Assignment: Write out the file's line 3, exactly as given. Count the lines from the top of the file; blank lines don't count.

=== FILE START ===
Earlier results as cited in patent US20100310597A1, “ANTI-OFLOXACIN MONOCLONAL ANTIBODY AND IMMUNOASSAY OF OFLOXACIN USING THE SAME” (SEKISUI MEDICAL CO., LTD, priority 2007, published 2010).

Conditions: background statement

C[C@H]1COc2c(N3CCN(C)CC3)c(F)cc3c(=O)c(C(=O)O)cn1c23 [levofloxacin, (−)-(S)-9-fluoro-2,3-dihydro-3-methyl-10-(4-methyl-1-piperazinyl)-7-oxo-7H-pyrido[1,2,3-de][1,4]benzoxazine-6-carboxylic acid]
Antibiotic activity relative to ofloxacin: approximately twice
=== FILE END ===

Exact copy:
C[C@H]1COc2c(N3CCN(C)CC3)c(F)cc3c(=O)c(C(=O)O)cn1c23 [levofloxacin, (−)-(S)-9-fluoro-2,3-dihydro-3-methyl-10-(4-methyl-1-piperazinyl)-7-oxo-7H-pyrido[1,2,3-de][1,4]benzoxazine-6-carboxylic acid]